The road to the top of the 2,900m high Baoding Mountain Wind Farm in the Chinese province of Yunnan involves 212 turns, 5.5km of narrow, winding roads and slopes that in some places are as steep as 30 degrees.
In a YouTube video by transport firm Hongkong CIMC International, viewed over 700,000 times, a crack-squad of heroic Chinese drivers spend five painstaking hours navigating trucks carrying 50m long turbine blades through quaint villages to the top of the mountain.
It’s a perfect illustration of the challenges – and indeed ingenuity – required to produce wind power in complex terrains. While the wind energy industry has been making steady inroads into mountainous regions as demand grows, according to research by the Global Wind Energy Council just a fifth of total wind power is generated in places like Baoding.
A mountain to climb
In many cases the main challenge is the logistical and financial challenges of operating in far-flung places. says Andreas Rettenmeier, a researcher at the University of Stuttgart in Germany.
“Transportation in mountainous regions can be much more expensive than flat terrain,” he explains. “Sometimes you just don't have the roads to get there and moving large rotor blades can be very difficult. You need a transmission line too so the grid connection is more expensive”.
Turbulent weather conditions also make mountainous regions a challenging place to work. While some areas do provide high wind speeds, it’s not guaranteed.
“In southern Germany, for example, there is less wind than in the northern part of the country because the mountainous region is so far away from the coast,” says Rettenmeier. “If you think about Chile, Argentina or Spain, though, you do have mountains which are very close to the sea where there are very high wind speeds.”
To help improve the efficiency of turbines and companies working in mountainous regions, Rettenmeier and a team of scientists and partners are building a field-test research site in the Swabian Alps region of southern Germany.
“We want to improve the technology and develop our knowledge about the operation of turbines in complex terrains,” Rettenmeier explains. “We want to be able to reduce the mechanical loading and improve the power output”.
New software will also be developed at the site, the group said in a recent press release. “Another goal of this project is to develop and test a new operating system that will enable plants to respond to changing wind conditions with intelligence and greater precision,” the statement says. “New machine learning methods will also be used to improve forecasts of wind power feed-in and to optimise models for integrating power-to-gas, battery and other storage means into the future energy system.”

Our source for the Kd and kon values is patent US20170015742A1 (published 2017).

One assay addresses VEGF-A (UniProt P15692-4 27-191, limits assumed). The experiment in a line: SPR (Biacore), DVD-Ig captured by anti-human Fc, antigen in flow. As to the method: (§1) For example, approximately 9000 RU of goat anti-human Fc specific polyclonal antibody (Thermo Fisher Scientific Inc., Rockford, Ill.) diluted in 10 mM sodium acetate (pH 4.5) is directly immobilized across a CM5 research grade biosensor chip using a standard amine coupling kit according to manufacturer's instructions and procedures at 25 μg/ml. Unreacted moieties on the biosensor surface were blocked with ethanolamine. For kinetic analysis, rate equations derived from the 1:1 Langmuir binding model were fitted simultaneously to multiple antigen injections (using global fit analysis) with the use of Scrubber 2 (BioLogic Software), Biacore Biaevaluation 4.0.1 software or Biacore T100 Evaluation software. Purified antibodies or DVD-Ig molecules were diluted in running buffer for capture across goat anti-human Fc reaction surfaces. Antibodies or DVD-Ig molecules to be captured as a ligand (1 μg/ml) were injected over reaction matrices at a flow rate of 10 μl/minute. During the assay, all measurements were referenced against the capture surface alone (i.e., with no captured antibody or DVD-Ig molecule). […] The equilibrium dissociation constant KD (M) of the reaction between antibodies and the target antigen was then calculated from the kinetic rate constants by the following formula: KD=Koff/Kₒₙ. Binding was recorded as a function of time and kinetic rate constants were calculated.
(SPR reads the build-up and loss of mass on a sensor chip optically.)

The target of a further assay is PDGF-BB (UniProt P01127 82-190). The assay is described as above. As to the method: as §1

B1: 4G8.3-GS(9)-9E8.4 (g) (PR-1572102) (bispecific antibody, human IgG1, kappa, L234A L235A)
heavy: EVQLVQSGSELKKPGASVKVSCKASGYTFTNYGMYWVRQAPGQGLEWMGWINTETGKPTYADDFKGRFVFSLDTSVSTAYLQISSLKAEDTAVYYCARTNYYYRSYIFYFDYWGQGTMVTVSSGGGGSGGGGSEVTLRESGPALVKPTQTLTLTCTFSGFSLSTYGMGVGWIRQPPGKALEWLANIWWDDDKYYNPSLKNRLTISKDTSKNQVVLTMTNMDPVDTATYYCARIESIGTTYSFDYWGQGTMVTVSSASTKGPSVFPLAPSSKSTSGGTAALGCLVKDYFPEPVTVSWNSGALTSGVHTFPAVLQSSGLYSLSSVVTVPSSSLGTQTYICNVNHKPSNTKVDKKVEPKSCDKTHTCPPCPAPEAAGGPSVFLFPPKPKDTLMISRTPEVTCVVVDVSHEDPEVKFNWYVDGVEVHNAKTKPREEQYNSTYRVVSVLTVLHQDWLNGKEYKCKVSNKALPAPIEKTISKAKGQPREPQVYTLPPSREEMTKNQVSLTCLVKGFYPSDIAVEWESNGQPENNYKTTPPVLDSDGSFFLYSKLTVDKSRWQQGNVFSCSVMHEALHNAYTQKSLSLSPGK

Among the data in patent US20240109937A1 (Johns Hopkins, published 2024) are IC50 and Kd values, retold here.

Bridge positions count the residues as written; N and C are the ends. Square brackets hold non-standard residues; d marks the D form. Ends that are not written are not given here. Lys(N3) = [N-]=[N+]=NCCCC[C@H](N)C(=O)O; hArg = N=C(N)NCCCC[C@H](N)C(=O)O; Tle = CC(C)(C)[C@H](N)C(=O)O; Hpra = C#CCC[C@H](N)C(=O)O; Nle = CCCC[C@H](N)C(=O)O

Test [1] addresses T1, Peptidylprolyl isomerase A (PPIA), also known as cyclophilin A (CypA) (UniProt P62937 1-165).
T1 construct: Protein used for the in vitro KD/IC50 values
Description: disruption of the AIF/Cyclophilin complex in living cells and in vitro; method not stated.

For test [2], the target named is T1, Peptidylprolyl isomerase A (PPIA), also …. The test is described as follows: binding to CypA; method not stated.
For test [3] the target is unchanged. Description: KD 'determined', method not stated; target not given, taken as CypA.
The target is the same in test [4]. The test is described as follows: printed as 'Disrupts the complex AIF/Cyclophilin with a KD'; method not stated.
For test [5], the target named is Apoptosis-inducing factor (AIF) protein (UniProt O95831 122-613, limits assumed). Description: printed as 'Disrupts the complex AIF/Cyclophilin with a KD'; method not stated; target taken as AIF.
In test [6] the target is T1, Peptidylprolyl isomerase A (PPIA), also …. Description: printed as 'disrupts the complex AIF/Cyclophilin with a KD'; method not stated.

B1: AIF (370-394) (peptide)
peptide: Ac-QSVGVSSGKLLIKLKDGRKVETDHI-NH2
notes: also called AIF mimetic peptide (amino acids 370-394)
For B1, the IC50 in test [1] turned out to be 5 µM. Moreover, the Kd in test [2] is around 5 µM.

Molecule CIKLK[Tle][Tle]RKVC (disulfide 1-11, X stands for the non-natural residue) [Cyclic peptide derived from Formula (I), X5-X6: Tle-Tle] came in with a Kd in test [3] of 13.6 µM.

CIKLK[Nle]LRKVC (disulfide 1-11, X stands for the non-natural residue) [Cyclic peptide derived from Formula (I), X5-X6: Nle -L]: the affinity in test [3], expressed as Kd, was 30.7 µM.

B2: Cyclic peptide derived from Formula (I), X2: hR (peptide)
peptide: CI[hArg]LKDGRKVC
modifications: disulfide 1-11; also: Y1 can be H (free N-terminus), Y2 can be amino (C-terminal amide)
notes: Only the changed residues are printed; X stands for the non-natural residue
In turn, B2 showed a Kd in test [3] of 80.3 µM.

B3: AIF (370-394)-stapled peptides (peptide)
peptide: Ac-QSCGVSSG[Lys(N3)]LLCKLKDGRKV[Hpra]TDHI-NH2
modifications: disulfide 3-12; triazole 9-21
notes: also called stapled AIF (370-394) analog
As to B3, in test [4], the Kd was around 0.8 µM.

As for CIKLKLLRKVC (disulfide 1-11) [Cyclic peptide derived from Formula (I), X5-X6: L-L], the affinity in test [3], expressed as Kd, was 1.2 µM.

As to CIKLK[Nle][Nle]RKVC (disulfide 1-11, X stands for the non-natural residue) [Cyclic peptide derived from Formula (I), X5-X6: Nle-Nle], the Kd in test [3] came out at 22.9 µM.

The Swabian Alps facility, which includes two wind turbines and four meteorological measurement towers, will be the first of its kind according to Rettenmeier.
“There is another test site in a complex in Spain but it’s commercial turbines that get tested,” he says. “In this case we’ve combined a complex terrain with turbines that scientists and researchers have full access to. That is unique.”
The site was chosen deliberately for its high average annual wind speed and prevailing wind which creates both irregular flows and turbulence.
“There’s escarpment in the landscape which induces an inclination into the flow field which then induces mechanical loading on the turbine,” Rettenmeier explains. “These factors are typical at wind turbine sites in complex mountainous terrains and are perfect for developing and testing new technologies.”
Empowering local communities
While the overall aim of the project is to create cheaper and better turbines in complex areas, Rettenmeier is keen to point out that it’s not just a technical project. Resistance to wind turbines remains a problem for the industry, with local communities wary of the effect they can have on the surrounding area. The WindForS team is aiming to challenge that perception.
“We want to make the turbines less noisy so that people living around the area will increasingly accept their presence,” Rettenmeier says. “Another thing is that we want to know how wind turbines influence the birds and other animals. The idea is to develop technologies that can, for example, avoid a bird flying through the rotor. This is what we will be looking at once we start operating the turbines: how the energy balance between the soil and earth changes and how the birds are other surroundings animals react.”
Compared to other mountainous areas such as Japan and Chile the Swabian Alps are a fairly easy place to work in. But the site – which is under construction with plans to erect the research turbines in 2018 – will still have its share of challenges, Rettenmeier says.
“Obviously it’s a lot more challenging than working in flat terrain,” he says. “Even on our site we will have tough winters with ice and heavy snowfall and expect lots of icing on the turbines.”
Throughout the cold winters Rettenmeier will keep his eye on the prize, however. “We know there are already turbines in complex terrains but we think there are many ways to improve the technology,” he says. “Take the case of cars: for more than 100 years people have been working to improve them. We're optimistic we can do the same here and bring a better understanding to the world of how these turbines operate.”